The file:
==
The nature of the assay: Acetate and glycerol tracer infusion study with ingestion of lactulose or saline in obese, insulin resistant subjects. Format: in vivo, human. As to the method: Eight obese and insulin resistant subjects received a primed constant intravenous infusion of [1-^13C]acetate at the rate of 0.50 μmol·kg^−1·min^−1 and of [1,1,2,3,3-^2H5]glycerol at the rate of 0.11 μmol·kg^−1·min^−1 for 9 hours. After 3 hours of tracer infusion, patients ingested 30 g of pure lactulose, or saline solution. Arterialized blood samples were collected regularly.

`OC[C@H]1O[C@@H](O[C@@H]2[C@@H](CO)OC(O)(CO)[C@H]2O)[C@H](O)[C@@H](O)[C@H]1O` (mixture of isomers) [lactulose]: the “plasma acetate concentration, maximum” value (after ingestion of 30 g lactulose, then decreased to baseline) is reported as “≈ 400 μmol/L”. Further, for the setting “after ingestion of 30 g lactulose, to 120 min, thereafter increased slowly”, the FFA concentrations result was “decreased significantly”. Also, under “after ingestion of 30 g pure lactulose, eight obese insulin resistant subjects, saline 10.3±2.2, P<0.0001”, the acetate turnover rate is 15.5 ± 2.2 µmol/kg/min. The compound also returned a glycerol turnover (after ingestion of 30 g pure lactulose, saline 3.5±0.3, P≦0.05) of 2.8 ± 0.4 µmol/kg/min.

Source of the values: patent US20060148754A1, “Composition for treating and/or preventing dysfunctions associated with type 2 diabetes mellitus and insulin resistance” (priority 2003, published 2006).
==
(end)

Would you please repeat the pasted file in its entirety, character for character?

The nature of the assay: Acetate and glycerol tracer infusion study with ingestion of lactulose or saline in obese, insulin resistant subjects. Format: in vivo, human. As to the method: Eight obese and insulin resistant subjects received a primed constant intravenous infusion of [1-^13C]acetate at the rate of 0.50 μmol·kg^−1·min^−1 and of [1,1,2,3,3-^2H5]glycerol at the rate of 0.11 μmol·kg^−1·min^−1 for 9 hours. After 3 hours of tracer infusion, patients ingested 30 g of pure lactulose, or saline solution. Arterialized blood samples were collected regularly.

`OC[C@H]1O[C@@H](O[C@@H]2[C@@H](CO)OC(O)(CO)[C@H]2O)[C@H](O)[C@@H](O)[C@H]1O` (mixture of isomers) [lactulose]: the “plasma acetate concentration, maximum” value (after ingestion of 30 g lactulose, then decreased to baseline) is reported as “≈ 400 μmol/L”. Further, for the setting “after ingestion of 30 g lactulose, to 120 min, thereafter increased slowly”, the FFA concentrations result was “decreased significantly”. Also, under “after ingestion of 30 g pure lactulose, eight obese insulin resistant subjects, saline 10.3±2.2, P<0.0001”, the acetate turnover rate is 15.5 ± 2.2 µmol/kg/min. The compound also returned a glycerol turnover (after ingestion of 30 g pure lactulose, saline 3.5±0.3, P≦0.05) of 2.8 ± 0.4 µmol/kg/min.

Source of the values: patent US20060148754A1, “Composition for treating and/or preventing dysfunctions associated with type 2 diabetes mellitus and insulin resistance” (priority 2003, published 2006).